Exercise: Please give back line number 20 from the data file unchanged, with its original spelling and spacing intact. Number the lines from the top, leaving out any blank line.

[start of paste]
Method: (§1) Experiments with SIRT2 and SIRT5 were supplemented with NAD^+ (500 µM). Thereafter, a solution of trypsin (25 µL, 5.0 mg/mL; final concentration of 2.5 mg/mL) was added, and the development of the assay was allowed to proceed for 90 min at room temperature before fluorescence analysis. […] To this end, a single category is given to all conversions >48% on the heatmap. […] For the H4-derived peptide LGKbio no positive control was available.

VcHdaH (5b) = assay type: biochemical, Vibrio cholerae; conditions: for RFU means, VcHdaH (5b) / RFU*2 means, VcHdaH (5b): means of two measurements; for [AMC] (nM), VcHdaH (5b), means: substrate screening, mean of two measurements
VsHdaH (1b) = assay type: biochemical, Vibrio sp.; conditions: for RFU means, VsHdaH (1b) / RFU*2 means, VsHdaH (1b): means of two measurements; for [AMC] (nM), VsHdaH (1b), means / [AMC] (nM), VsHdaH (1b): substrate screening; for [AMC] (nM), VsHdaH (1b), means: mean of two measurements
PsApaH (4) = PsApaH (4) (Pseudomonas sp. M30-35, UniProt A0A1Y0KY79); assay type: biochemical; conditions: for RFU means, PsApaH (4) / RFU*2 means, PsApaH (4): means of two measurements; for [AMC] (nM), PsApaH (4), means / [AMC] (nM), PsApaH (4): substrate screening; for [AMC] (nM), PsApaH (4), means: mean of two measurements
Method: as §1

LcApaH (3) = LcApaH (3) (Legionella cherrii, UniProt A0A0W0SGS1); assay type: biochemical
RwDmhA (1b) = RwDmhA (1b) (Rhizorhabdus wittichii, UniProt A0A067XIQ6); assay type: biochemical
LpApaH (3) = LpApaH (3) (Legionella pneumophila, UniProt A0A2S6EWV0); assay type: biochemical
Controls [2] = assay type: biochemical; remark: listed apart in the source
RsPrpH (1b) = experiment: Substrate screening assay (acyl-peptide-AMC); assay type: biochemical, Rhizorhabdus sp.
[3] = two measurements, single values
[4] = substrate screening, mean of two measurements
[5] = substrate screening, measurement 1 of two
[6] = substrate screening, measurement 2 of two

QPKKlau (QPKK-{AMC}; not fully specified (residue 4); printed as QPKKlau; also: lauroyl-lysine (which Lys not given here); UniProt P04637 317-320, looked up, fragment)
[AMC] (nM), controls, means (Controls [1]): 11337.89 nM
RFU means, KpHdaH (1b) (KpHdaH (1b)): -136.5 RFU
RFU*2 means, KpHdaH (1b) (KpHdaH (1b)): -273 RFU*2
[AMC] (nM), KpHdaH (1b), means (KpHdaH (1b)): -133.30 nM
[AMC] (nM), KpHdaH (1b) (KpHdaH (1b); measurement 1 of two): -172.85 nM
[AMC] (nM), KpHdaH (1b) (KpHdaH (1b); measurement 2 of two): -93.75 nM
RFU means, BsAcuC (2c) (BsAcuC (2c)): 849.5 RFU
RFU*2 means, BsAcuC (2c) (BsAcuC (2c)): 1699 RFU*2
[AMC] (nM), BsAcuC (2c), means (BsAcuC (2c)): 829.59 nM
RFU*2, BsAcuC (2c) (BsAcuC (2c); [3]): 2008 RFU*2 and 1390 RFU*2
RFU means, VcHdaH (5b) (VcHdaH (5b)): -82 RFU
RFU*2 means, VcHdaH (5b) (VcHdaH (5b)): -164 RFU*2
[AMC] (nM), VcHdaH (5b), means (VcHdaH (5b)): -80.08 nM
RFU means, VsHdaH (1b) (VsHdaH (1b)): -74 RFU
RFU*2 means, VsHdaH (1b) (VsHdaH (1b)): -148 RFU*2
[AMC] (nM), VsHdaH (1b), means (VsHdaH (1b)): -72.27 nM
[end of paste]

[AMC] (nM), KpHdaH (1b) (KpHdaH (1b); measurement 1 of two): -172.85 nM